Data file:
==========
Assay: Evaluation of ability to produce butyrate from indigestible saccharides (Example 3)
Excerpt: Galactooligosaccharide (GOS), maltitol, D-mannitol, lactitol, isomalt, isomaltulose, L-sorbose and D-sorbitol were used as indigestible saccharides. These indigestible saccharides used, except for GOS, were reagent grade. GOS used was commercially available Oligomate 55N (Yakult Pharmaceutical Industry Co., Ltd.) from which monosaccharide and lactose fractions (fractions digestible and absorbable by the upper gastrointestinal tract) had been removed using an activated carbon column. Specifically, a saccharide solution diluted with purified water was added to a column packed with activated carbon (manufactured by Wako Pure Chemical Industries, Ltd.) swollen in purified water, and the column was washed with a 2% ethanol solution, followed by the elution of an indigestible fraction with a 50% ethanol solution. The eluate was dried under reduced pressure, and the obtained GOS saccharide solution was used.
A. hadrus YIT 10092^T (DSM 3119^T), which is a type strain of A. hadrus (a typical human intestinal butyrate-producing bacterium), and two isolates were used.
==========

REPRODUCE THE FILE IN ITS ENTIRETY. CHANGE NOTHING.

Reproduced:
Assay: Evaluation of ability to produce butyrate from indigestible saccharides (Example 3)
Excerpt: Galactooligosaccharide (GOS), maltitol, D-mannitol, lactitol, isomalt, isomaltulose, L-sorbose and D-sorbitol were used as indigestible saccharides. These indigestible saccharides used, except for GOS, were reagent grade. GOS used was commercially available Oligomate 55N (Yakult Pharmaceutical Industry Co., Ltd.) from which monosaccharide and lactose fractions (fractions digestible and absorbable by the upper gastrointestinal tract) had been removed using an activated carbon column. Specifically, a saccharide solution diluted with purified water was added to a column packed with activated carbon (manufactured by Wako Pure Chemical Industries, Ltd.) swollen in purified water, and the column was washed with a 2% ethanol solution, followed by the elution of an indigestible fraction with a 50% ethanol solution. The eluate was dried under reduced pressure, and the obtained GOS saccharide solution was used.
A. hadrus YIT 10092^T (DSM 3119^T), which is a type strain of A. hadrus (a typical human intestinal butyrate-producing bacterium), and two isolates were used.